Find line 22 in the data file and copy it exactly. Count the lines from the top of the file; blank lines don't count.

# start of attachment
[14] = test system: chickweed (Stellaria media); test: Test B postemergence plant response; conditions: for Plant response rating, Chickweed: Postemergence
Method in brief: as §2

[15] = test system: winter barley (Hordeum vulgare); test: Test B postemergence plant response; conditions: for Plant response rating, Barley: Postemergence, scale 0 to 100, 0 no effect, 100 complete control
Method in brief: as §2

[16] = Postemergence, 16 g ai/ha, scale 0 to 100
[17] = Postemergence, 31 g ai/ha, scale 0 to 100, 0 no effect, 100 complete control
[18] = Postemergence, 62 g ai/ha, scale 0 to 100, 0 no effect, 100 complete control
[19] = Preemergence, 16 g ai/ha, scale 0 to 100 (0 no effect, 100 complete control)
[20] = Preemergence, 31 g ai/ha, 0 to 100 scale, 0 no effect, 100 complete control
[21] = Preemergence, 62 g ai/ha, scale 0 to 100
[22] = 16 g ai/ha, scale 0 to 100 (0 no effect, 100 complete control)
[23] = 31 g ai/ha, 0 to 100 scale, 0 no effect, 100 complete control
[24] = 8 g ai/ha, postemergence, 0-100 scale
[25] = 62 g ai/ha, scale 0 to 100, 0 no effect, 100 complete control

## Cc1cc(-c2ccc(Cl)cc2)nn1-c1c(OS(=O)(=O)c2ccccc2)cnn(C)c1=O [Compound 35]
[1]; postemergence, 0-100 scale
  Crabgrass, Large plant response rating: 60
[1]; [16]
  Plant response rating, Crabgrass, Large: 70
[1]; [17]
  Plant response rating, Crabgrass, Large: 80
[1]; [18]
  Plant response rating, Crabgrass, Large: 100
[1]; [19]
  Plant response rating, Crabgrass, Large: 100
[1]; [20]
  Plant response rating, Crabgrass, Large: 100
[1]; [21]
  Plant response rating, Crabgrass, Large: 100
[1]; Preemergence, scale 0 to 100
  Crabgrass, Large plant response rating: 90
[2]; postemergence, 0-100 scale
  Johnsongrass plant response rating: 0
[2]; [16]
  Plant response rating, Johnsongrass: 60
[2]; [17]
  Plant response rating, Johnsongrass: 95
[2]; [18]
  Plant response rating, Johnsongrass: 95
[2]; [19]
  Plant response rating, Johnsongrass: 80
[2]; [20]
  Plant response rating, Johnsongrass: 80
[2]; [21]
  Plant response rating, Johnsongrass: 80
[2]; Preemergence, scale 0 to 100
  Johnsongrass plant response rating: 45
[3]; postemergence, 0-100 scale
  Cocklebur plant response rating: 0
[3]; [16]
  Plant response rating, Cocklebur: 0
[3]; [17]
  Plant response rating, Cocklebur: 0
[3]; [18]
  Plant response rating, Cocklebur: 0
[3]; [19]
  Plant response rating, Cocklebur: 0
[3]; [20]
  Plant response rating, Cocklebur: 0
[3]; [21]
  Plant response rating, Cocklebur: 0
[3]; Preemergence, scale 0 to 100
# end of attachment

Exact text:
[1]; [18]